New .NET 6 APIs driven by the developer community

.NET 6 is on the way, and I wanted to share some of my favorite new APIs in .NET and ASP.NET Core that you are going to love. Why are you going to love them? Well because they were directly driven by our fantastic .NET developer community! Let’s get started!

Reading & Writing Files

In .NET 6, there’s a new low-level API to enable reading/writing of files without using a FileStream. It also supports scatter/gather IO (multiple buffers) and overlapping reads and writes at a given file offset.

using Microsoft.Win32.SafeHandles;
using SafeFileHandle handle = File.OpenHandle(“ConsoleApp128.exe”);
long length = RandomAccess.GetLength(handle);

Console.WriteLine(length);

Process Path & Id

There are a couple of new ways to access a process path and process id without allocating a new process object:

int pid = Environment.ProcessId;
string path = Environment.ProcessPath;

Console.WriteLine(pid);
Console.WriteLine(path);

CSPNG (Cryptographically Secure Pseudorandom Number Generator)

Generating random numbers from a CSPNG (Cryptographically Secure Pseudorandom Number Generator) is a easier than ever:

// Give me 200 random bytes
byte[] bytes = RandomNumberGenerator.GetBytes(200);

Parallel.ForEachAsync

We finally added Parallel.ForEachAsync, a way to schedule asynchronous work that allows you to control the degree of parallelism:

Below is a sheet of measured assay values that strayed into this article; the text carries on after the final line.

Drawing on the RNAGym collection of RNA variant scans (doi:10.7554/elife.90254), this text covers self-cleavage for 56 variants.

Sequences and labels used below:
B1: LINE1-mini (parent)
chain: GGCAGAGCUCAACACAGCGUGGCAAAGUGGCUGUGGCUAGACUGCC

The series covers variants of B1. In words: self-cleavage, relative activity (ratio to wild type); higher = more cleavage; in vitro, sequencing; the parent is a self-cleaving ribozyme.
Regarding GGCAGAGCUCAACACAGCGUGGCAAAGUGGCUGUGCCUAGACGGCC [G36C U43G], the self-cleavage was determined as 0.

var urlsToDownload = new []
{
“https://dotnet.microsoft.com”,
“https://www.microsoft.com”,
“https://twitter.com/davidfowl”
};

var client = new HttpClient();

await Parallel.ForEachAsync(urlsToDownload, async (url, token) =>
{
var targetPath = Path.Combine(Path.GetTempPath(), “http_cache”, url);

HttpResponseMessage response = await client.GetAsync(url);

if (response.IsSuccessStatusCode)
{
using FileStream target = File.OpenWrite(targetPath);

await response.Content.CopyToAsync(target);
}
});

Configuration Helpers

We added a helper to make it easier to throw if a required section of configuration is missing:

var configuration = new ConfigurationManager();
var options = new MyOptions();

// This will throw if the section isn’t configured
configuration.GetRequiredSection(“MyOptions”).Bind(options);

class MyOptions
{
public string? SettingValue { get; set;}
}

LINQ

There’s a ton of new LINQ methods as well. It got lots of love in this release. Here’s a new helper to chunk any IEnumerable into batches:

int chunkNumber = 1;
foreach (int[] chunk in Enumerable.Range(0, 9).Chunk(3))
{
Console.WriteLine($”Chunk {chunkNumber++}”);
foreach (var item in chunk)
{
Console.WriteLine(item);
}
}

Even More LINQ!

More LINQ! There are now MaxBy and MinBy methods:

var people = GetPeople();

var oldest = people.MaxBy(p => p.Age);
var youngest = people.MinBy(p => p.Age);

Console.WriteLine($”The oldest person is {oldest.Age}”);
Console.WriteLine($”The youngest person is {youngest.Age}”);

public record Person(string Name, int Age);

Power of 2

Don’t keep bit math in your head? Me neither. Here are some new helpers for working with powers of 2:

using System.Numerics;

uint bufferSize = 235;
if (!BitOperations.IsPow2(bufferSize))
{
bufferSize = BitOperations.RoundUpToPowerOf2(bufferSize);